Prolific violinist Violeta Vicc is forced to be reckoned with in the classical world. She released her debut album Autovia in 2019 and she has an impressive CV to boot, collaborating with a stunning roster of talent, such as Thom Yorke of Radiohead on his solo project Anima, indie darlings Elbow, ambient royalty Jonsi of Sigur Rós and ‘Africa’s premier diva’ Angelique Kidjo. She has also featured on BBC Radio 3 and BBC Radio 4’s Woman’s Hour as well as Jools Holland, Graham Norton.

During the Covid-19 pandemic London-based Violeta began broadcasting incredible live streams from different outdoor locations via her social media channels.

Her she chats to about creating something unique for her fans, her musical inspirations and future music releases.

LM: What inspired the live streams and the locations?

VV: Livestreams became the new norm quickly once lockdown started. It was clear that there was now a huge underserved need in terms of consuming live Music and that the future of live performance was tremendously uncertain! So, my partner Dan and I saw it as an opportunity for reinvention, to create something truly unique that is exciting to watch as well as listen to! I also saw it as a chance to bring the listener closer to my inspiration when writing the music! With that in mind, it was super important to ensure the choice of location matched the mood of the music, and so a lot of thought went into how we do that.

It’s very exciting to be working together on this and finding new ways to be inspired every week.

LM: What can viewers expect from them?

VV: We are constantly reinventing the series, finding ways to keep the episodes fresh and engaging. The primary focus was to perform music from my latest album, Autovia, though I have now performed improvisations, collaborations, arrangements and even a remix I recently created for world renowned electronic, ambient group, The Orb - not to mention the exciting plans for upcoming episodes.

Viewers can expect a stunning scene that really encapsulates my music’s inspiration, where I play violin, viola and voice whilst recording loops and triggering samples on location, building up textures to give the listener an immersive studio-produced sound.

LM: How do you choose the outdoor locations?

VV: Location scouting can be incredibly challenging, especially when trying to come up with something new each week.

Primarily we need to consider does the scene fit the music and is it technically possible to stream from that location. Depending on the mood of the music, we consider factors such as the position of the sun, or on two occasions whether it’s high or low tide - and of course, the ever-uncertain UK weather. One particular livestream was lined up towards a beautiful sunset, though right on go-live a band of clouds on the horizon blocked the sun and I was left in the dark. Overall, the outdoor location needs to be beautiful and be a pleasure to look at, even without music. The great thing is - both Dan and myself are enthusiastic motorbike riders and we use this to our advantage to travel around the country to find the perfect locations.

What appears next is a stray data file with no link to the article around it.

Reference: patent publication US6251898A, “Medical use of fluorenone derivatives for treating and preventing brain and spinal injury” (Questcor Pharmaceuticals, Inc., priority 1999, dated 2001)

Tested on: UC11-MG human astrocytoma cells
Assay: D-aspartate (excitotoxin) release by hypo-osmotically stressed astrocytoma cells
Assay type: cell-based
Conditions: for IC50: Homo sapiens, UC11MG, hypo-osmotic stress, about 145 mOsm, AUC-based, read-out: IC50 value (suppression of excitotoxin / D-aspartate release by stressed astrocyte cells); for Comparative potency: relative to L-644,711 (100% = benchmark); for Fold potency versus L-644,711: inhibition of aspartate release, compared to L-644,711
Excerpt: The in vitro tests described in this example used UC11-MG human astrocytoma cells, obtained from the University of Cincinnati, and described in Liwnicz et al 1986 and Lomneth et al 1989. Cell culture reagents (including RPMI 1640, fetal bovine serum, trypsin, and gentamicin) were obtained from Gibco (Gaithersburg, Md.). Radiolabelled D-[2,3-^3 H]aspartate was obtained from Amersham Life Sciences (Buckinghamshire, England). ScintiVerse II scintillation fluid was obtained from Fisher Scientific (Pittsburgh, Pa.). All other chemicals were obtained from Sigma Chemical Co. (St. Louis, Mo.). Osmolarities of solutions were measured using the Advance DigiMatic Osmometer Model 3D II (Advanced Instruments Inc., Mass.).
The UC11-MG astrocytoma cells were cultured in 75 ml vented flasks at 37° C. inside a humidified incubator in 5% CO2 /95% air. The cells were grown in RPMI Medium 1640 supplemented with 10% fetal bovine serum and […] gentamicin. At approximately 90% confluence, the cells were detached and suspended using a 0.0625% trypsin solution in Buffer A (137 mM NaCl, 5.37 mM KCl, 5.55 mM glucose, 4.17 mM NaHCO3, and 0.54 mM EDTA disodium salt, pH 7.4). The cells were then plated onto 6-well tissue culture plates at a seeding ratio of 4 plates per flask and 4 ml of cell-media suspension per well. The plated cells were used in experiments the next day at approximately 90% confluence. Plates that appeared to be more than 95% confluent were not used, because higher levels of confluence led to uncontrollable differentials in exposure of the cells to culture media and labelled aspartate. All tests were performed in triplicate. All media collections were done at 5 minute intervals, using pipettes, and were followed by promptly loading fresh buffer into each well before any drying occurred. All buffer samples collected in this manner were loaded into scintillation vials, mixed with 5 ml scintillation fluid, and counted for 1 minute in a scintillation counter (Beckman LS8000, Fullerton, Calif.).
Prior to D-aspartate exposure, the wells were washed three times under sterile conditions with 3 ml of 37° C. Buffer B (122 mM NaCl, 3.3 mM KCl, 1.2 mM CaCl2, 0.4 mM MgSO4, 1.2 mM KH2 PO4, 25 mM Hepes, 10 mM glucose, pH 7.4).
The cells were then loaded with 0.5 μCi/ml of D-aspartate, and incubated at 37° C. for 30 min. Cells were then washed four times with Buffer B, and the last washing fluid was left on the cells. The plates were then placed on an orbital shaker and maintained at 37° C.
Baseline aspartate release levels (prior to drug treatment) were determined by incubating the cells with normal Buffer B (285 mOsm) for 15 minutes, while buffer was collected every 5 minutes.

LM: How would you describe the sound of your album?

VV: It is music that bridges the gap between classical and ambient electronica. Philipp Glass meets Pink Floyd.

LM: Who are your biggest inspirations for your music?

VV: Music has always been there, for as long as I can remember. My parents are classical music lovers, and the main influence on why I pursued a career in music! If I look at artists who have inspired me, I’d have to start by mentioning the incredibly broad classical music world I grew up in, and maybe more specifically, the post modern minimalism of Philip Glass, Arvo Pärt and John Luther Adams as well as contemporary artists such as Sigur Rós and Brian Eno.

LM: Will you be releasing any new music soon?

VV: I’m literally waiting for the release date on album number two, called “Mirror Images” to be released with German label Aldilà and distributed by Naxos. My new album focuses on the intimate expression of the instruments on their own. Traditional works and premières for solo violin, viola and voice, interlaced with live improvisations from the studio. Releasing new music is also something I’ve been working on lately, especially during lockdown , I’ve had more time to write and collaborate with like minded artists than before. A new album of my own music is not too far away.

LM: Who would you love to collaborate with?

VV: I would love to have my music synced to a film by Pedro Almodovar or Paolo Sorrentino.

Similarly, working closely with Brian Eno, Nils Frahm or Nitin Sawhney, would be an honour. I must admit, purely as a violinist, I’ve been extremely lucky to have collaborated with quite a few of my hero’s already . Last year I already had the honour to play a concert at the Paris Philharmonie with the LCO and Jonsi, lead singer from Sigur Rós. Similarly playing on Thom Yorke’s new album “Tomorrow’s modern boxes” , sharing the stage with Jonny Greenwood and meeting Philip Glass, touring with Elbow and most recently being featured on their album “Giants of All sizes” have been very special moments for me.

LM: What is your career highlight to date?

VV: I’m not quite sure how to answer that, there have certainly been many different milestones and really exciting experiences I’ve had throughout my career to date .

Travelling to Papua New Guinea and climbing a volcano during a concert tour with my duo was an adventure to say the least! Signing my first record and publishing deal last year with Big Life Music, was definitely a big milestone. Performing at British Summer Time with the band Elbow in front of 80.000 people was quite spectacular and humbling because of the sheer number of people united in one place to enjoy music together. Another highlight for me was playing the 50th anniversary concert with folk rock group “Steeleye Span” at the Barbican last year.